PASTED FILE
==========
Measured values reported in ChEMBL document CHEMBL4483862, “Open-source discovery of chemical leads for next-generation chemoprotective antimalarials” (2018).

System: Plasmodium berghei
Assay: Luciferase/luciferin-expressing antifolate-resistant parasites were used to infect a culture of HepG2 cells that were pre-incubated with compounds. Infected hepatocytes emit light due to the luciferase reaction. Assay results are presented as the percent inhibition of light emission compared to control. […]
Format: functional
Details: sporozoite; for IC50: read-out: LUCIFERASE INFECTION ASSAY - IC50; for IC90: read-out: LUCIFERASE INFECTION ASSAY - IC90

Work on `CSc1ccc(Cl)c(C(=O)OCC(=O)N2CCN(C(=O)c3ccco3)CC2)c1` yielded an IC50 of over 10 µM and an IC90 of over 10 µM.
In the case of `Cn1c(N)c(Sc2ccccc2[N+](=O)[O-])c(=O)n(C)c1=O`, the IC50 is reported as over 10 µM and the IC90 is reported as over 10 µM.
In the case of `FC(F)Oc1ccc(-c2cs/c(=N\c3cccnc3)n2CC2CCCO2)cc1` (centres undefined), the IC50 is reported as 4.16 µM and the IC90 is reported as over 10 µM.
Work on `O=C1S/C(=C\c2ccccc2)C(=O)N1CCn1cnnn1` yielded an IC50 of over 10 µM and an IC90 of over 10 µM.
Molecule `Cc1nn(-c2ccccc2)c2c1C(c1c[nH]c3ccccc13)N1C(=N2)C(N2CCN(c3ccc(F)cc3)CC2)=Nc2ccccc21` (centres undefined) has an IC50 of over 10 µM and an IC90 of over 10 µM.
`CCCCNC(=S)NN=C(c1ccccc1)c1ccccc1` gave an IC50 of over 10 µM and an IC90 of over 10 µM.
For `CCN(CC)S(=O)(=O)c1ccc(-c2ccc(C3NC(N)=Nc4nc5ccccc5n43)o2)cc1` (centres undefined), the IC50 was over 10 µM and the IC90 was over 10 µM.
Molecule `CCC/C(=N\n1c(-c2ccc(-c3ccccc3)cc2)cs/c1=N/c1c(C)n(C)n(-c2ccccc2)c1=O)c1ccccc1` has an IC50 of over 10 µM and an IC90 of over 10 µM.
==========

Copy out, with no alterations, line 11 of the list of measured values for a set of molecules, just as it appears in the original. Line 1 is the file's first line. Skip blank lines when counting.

`CCCCNC(=S)NN=C(c1ccccc1)c1ccccc1` gave an IC50 of over 10 µM and an IC90 of over 10 µM.